By Peter J Gill
As a junior doctor, the idea of changing the healthcare system seems daunting, even impossible. The delivery of healthcare is not only complex but also frozen with the inertia of a large organization. I felt similarly during my doctoral thesis, one person trying to tackle an ambitious research agenda in a narrow sphere of science.
Archie Cochrane, the late Scottish physician whom the Cochrane Collaboration is named after, probably felt similar doubts as a young doctor. Yet, as a prisoner of war during World War II, he managed to conduct a simple non-randomized controlled trial showing that supplementing prisoner’s diet with yeast prevented the development of severe edema. Cochrane’s first foray into trials ignited a life-long pursuit interrogating the effectiveness and efficacy of routine therapies.
Cochrane’s journey reminds us that important changes start with an idea, often a simple one. Yet, simple ideas can be revolutionary. The most innovative and creative ideas often come from students, trainees and early career researchers. By nature of their status, these individuals are often on the ‘front-line’, seeing the way healthcare is delivered and research is conducted.
Compare Trials is one example of a student-led initiative that is making waves. Many published clinical trials report outcomes that are different from those pre-specified during trial registration. According to the CONSORT Statement, guidelines which outline the minimum reporting standards for clinical trials, outcomes must be pre-specified (i.e. decided before the trial begins recruitment), and trial reporting in peer reviewed journals should be consistent with the protocol.
Unfortunately, this often does not happen. Outcomes that were pre-specified in the protocol are not reported, or new outcomes are reported that were not pre-specified. One might expect this to happen in little known journals, but it happens in prestigious general medical journals like the Lancet, BMJ and NEJM. Research is messy, and unforeseen circumstances frequently arise, but the final paper should clearly flag and explain why outcomes were changed. Ultimately, outcome switching distorts data for front-line clinicians.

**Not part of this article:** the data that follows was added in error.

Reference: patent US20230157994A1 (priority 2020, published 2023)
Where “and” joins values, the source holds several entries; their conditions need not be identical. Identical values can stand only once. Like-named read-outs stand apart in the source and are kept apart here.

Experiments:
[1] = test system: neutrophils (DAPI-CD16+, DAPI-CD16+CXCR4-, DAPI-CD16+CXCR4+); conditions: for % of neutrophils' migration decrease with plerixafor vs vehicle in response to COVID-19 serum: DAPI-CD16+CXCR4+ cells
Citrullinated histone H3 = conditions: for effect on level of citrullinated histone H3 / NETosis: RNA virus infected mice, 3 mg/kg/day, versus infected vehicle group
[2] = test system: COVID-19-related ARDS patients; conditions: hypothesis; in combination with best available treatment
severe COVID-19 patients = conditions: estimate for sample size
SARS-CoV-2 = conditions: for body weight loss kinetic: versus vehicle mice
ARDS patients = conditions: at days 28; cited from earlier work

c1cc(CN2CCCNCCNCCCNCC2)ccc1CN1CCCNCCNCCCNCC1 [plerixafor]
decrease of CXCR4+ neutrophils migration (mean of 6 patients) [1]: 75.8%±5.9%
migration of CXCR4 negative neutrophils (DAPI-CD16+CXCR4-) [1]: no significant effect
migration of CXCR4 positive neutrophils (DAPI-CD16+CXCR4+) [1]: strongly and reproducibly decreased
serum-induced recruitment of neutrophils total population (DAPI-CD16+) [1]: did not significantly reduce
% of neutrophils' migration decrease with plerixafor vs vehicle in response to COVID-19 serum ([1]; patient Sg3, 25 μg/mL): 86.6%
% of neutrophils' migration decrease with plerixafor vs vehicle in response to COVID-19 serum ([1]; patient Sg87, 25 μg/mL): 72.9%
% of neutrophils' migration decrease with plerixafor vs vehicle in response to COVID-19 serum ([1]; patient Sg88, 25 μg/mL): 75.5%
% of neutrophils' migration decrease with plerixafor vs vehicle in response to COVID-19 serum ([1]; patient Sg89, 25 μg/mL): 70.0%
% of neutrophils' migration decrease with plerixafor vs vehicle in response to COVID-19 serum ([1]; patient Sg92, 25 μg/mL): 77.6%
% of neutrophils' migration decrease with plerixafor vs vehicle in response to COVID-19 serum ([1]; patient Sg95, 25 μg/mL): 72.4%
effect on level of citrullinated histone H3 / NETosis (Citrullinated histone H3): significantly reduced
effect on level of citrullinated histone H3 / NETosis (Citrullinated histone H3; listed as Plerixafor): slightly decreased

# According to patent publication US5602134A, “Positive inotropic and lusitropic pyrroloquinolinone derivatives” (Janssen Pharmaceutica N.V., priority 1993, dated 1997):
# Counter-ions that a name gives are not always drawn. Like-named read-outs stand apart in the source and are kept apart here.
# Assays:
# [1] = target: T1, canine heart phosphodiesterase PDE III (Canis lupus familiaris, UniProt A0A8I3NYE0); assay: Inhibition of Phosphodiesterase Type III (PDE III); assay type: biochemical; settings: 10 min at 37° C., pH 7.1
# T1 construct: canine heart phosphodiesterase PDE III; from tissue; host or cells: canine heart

Compare Trials, spearheaded by graduate medical students at the University of Oxford and supported by CEBM wants to bring attention to the problem of outcome switching. They are identifying all clinical trials published in major general medical journals (e.g. NEJM, Lancet, BMJ, Annals of Internal Medicine and JAMA) and are looking for discrepancies between the published paper and the trial protocol.
While similar projects have been conducted in the past, Compare Trials is unique for several reasons. First, they are systematically writing to all journals highlighting the issues they identify, requesting responses and tracking progress. Second, they are posting responses from journals and highlighting misunderstandings (which seem to be pervasive in the editorial community). Third, everything is open and transparent including the data extraction table, the letter sent to the editor and the responses received. Compare Trials intends the conversation about outcome switching with medical journals to be a public one.
There are several other examples of successful student led initiatives such as Students 4 Best Evidence and Hacking Health. However, many other ideas stall at the implementation phase. Barriers are erected as new ideas often clash with the conventional mantra. The medical students involved in Compare Trials had help and support from CEBM but such support may not always exist.
At CEBM and Evidence Live, we recognize this dilemma, and we want to help. The Future Leaders in Evidence-Based Medicine stream at Evidence Live targets students, junior doctors and early career researchers. We want to hear about projects, initiatives and new ideas and are offering 5 free places for the top 5 submissions and have 50 discounted places for future leaders.
We also want to create a network of future leaders, identify the challenges that trainees face and come up with creative solutions. Students, junior trainees and early career researchers are vital to the future of healthcare.
This blog was written by Peter Gill, member of the Evidence Live 2016 Steering Committee, paediatric resident at the [Hospital for Sick Children at the University of Toronto and an Honorary Fellow at the Centre for Evidence-Based Medicine.